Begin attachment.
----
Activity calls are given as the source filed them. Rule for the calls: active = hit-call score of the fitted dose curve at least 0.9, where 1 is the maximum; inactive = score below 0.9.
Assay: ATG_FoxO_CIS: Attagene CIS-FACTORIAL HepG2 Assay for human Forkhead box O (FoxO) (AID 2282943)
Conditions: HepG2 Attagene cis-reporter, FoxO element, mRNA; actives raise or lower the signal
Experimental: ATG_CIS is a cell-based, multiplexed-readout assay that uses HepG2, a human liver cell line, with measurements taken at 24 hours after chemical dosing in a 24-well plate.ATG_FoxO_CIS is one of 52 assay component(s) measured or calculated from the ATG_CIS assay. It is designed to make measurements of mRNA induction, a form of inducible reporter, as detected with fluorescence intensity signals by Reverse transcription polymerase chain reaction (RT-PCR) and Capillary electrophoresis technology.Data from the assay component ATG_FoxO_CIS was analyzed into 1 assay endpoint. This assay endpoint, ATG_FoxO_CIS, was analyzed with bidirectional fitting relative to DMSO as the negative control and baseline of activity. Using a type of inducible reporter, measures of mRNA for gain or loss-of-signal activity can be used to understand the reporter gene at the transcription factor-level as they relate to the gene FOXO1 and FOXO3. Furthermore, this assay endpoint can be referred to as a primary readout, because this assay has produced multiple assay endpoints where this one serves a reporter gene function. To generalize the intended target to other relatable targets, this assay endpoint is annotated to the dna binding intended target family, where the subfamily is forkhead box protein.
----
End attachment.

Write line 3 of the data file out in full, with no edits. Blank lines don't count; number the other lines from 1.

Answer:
Conditions: HepG2 Attagene cis-reporter, FoxO element, mRNA; actives raise or lower the signal